In Vivo Microdialysis and HPLC


1) Microdialysis Collection Protocol


Probes & Collection Setup
: CMA/10 (Carnegie/Medicin) dialysis probes pictured at left are used in our laboratory to collect dialysates from discrete brain nuclei. The probes have a relative recovery of approximately 20%. The inlet arm of the probe is connected by PE tubing to a 1.0 ul syringe (Exmire/CMA) that is driven by a CMA/100 microinfusion pump. The flow rate of the pump is adjusted to 1.0 ul per minute and the probes are perfused continuously during microdialysis experiments with artificial cerebrospinal fluid (aCSF) (189 mM NaCl, 3.9 mM KCl, 3.37 mM CaCl adjusted to pH 6.3). The outlet arm of the probe is connected by PE tubing to collection vials that contain 0.1 N acetic acid in 13 ul of DHBA (1.5 pg/ul) which serves as an internal standard during HPLC analysis.

Microdialysis Test Chamber: The test chamber consists of a clear plastic bowl (CMA/120 System for Freely Moving Animals) that measures 115 cm in diameter and 35 cm in height. The floor of the chamber is covered with identical shaving chips that are used in the animals home cage. Food and water are available ad libitum during the microdialysis procedures. Collection Procedures: The microdialysis experiments are generally divided into 3 phases consisting of habituation, baseline collection and experimental treatment. Habituation: On the day of testing the animals are transported to the lab and left undisturbed for 20 minutes. Afterwards, the microdialysis probe is inserted through the guide cannula and perfused continuously with aCSF at a flow rate of 1 ul per minute by a CMA/100 microinfusion pump. No microdialysate samples are collected during this one-hour period.Baseline Collection: Baseline collection of dialysate samples generally begin 1 hour and 20 minutes after the start of the experiment. One baseline sample is collected every 20 minutes for a period of 1 hour. Each of these samples contain 20 ul of dialysate and 13 ul of 0.1 N acetic acid and DHBA for a total volume of 33 ul. Experimental Treatment: Drug or placebo injections are initiated two-hours and 20 minutes into the experiment. The substances to be administered and the sequence of their delivery during the treatment period vary in each experiment. Dialysate samples of norepinephrine are collected every 20 minutes. After collection, all samples are sealed with parafilm and stored on ice until they are assayed with HPLC. The entire experiment lasts approximately 4-6 hours.

2) Norepinephrine Assay with HPLC

Dialysate samples (33 ul) of norepinephrine are analyzed using reverse-phase liquid chromatography with electrochemical detection (Shown on the left). Norepinephrine is assayed by an HPLC system with a Waters 510 pump, Waters 717 autosampler, Axxiom Chromatography column (5 micron ODS, 25 cm) and an ESA Coulochem Model 5100A electrochemical detector. The mobile phase consist of 50 mg disodium EDTA, 13.8 mg monobasic sodium phosphate and 58 mg octane sulfonate adjusted to pH 3.2 by adding 85% phosphoric acid. The flow rate is adjusted to 0.9 ml per minute. At the end of each experiment the microdialysate samples are loaded into the Waters 717 auto sampler (temperature 7° Celsius) and automatically injected and analyzed with an average analysis period of 35 minutes per sample. The limits of detection for catecholamines with this HPLC system is approximately 2 pg. Norepinephrine concentrations and peak heights are measured in comparison to peak heights and concentration of an internal norepinephrine standard (2, 4, 16 and 20 pg/ul). The concentration, peak height, and retention time for dialysate samples of norepinephrine are saved and stored into a computer by the Waters Millenium database program. A sample chromatogram illustrating the peak heights and retention time of separate norepinephrine standards is shown below.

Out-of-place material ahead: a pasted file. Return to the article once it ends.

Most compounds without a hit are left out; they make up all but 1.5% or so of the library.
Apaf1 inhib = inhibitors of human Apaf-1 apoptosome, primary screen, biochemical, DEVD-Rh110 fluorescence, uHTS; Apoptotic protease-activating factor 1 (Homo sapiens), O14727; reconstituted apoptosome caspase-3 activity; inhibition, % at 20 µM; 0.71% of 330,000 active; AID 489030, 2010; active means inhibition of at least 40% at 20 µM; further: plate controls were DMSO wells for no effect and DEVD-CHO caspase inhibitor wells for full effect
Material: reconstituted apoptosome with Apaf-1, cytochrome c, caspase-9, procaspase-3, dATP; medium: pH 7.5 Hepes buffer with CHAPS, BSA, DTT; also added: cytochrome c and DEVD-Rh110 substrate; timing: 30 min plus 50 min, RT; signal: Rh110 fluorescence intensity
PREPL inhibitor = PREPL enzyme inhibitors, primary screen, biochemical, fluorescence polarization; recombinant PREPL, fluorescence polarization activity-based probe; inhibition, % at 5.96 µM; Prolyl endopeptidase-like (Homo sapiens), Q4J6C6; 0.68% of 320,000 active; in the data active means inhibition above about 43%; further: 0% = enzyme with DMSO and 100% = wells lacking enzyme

The findings from a representative in vivo microdialysis study conducted in our lab (Williams, Men, & Clayton, 2002) is shown in the figure below:
Figure Legend. Mean percent change in amygdala norepinephrine concentrations produced by microinfusion of PBS or clenbuterol (CLN: 50 or 100 ng/0.5 ml) into the NTS, escapable footshock (0.6 mA, 1s), or ip injection of saline or epinephrine (Epi. 0.3 mg/kg). Injection into the NTS of a dose of CLN which improves cognitive functioning (i.e. 100ng) produced a significant increase in amygdala norepinephrine concentrations that exceeded that collected during baseline (** p < .01) or that produced by NTS infusion of PBS (*p < .05). Administration of Epi. in doses that improve memory produced a significant elevation in extracellular norepinephrine concentrations 20 and 40 min post injection (** p < .01, * p < .05). The concentration of norepinephrine sampled following Epi. injection was also significantly greater than that produced by saline (p < .05, t-tests).


Cedric Williams
The University of Virginia
Psychology Department

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